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Exclusive: Doom 64 Devs Reveal the Port Will Include a Brand New Chapter

We asked Nightdive Studios about what's new with Doom 64, and whether the Unmaker is a better weapon than the BFG9000.

This article first appeared on USgamer, a partner publication of VG247. Some content, such as this article, has been migrated to VG247 for posterity after USgamer's closure - but it has not been edited or further vetted by the VG247 team.

When Bethesda's Pete Hines popped up on a Nintendo Direct last year to announce a re-release of Midway's Doom 64, an often overlooked entry in the Doom franchise, it came as a pretty big surprise. As we've seen more of id's Doom Eternal in the months since, the reasoning behind bringing back Doom 64 has become much clearer. After all, Doom 64 isn't just riding the wave of hype that Doom Eternal has generated.

Midway more-or-less designed Doom 64 as a sequel to Doom 2. It picks up the story from there and, rather than stick close to the presentation of id's originals, Doom 64's levels are typically much darker and its ambient soundtrack is more foreboding. Doom 64 took the series in that direction long before Doom 3 came about, and we'll also get to see that atmosphere and story expanded upon in a brand new chapter made for the port.

Since it was only ever officially released for the Nintendo 64 in 1997, plenty of folks are going to be experiencing Doom 64 for the first time later this month. While Bethesda's recent releases of Doom and Doom 2 launched with some issues, there's good reason to trust that Doom 64 is getting top-tier treatment from the port's developers at Nightdive Studios.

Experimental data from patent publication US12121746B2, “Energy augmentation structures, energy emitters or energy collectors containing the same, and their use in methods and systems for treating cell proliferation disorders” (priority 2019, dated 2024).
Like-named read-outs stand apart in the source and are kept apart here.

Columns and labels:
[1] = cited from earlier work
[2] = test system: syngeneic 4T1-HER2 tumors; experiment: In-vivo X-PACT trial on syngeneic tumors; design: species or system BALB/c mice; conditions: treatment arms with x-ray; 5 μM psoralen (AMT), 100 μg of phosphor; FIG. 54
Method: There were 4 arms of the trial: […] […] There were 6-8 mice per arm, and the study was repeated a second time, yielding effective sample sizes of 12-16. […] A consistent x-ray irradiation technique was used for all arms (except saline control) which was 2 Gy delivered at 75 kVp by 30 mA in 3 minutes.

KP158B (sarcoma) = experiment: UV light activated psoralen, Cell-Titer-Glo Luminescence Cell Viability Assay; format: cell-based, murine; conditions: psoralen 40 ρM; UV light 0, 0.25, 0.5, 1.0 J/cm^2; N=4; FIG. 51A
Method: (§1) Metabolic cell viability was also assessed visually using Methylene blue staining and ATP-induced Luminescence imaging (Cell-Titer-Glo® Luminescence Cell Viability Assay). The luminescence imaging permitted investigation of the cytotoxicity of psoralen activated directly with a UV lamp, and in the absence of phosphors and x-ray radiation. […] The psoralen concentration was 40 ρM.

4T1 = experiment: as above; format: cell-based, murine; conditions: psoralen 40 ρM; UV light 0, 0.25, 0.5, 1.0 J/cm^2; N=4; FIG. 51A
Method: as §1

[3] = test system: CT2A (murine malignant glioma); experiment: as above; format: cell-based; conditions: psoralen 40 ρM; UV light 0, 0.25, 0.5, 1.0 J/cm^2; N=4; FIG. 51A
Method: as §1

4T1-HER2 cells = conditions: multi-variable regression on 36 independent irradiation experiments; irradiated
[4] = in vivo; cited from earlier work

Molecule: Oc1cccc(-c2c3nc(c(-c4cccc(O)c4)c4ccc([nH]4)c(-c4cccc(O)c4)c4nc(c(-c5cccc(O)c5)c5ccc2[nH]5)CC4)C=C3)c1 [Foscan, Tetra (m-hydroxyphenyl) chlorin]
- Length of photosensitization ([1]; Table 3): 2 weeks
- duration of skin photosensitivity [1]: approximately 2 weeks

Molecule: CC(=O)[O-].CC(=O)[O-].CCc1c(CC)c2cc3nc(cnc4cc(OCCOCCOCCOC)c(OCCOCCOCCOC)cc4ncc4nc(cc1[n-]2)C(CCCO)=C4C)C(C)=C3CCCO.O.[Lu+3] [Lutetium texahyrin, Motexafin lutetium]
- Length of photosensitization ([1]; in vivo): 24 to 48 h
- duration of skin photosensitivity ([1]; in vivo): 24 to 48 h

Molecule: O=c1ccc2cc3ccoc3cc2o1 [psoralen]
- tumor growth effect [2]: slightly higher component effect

You may know Nightdive as the team behind the upcoming System Shock remake, but the studio has also released a few faithful ports of classic first-person shooters including Turok, Forsaken, and Blood. These have all been powered by the KEX engine, which has its roots in work that Nightdive's lead engine developer Samuel Villareal did years ago on an unofficial PC port of Doom 64. With Nightdive's work on the new Bethesda-approved port, Villareal's work is coming full circle.

Villareal and other Nightdive developers shared some info with USgamer on the new content that's coming to the Doom 64 port, from control options to technical improvements. Nightdive also weighed in on whether the Unmaker, Doom 64's super-powerful laser weapon, is a better gun than the BFG9000—and at PAX East 2020, id's Marty Stratton gave his own thoughts on the debate while giving a hint of what's coming in Doom Eternal.

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USgamer: Doom 64 first made its way off of the Nintendo 64 by way of some unofficial ports, including your own: Doom 64 EX. What are some of the most notable advancements this official port has over previous efforts?

Samuel Villarreal, lead engine (KEX) developer: There were many subtle things that were missed when I initially reverse engineered the game, such as enemies being able to trigger the dart traps in Even Simpler. Enemies having different falling physics compared to the player's. Delays in scripted events being one-frame shorter—the split door in Breakdown is a good example of that—and [the] slightly different line-of-sight logic. Getting those right also made it possible for the demos to sync up, which was something that I struggled with for years, so now users will be able to use the 'RunHecticDemo' password [a code used to watch a successful playthrough of Doom 64's hidden level Hectic]. In addition to this, the game is also capable of supporting frame rates for monitors beyond 60Hz, meaning you can choose to run the game at 120 FPS or even above 1000 FPS. Everything is now interpolated to run as silky smooth as possible.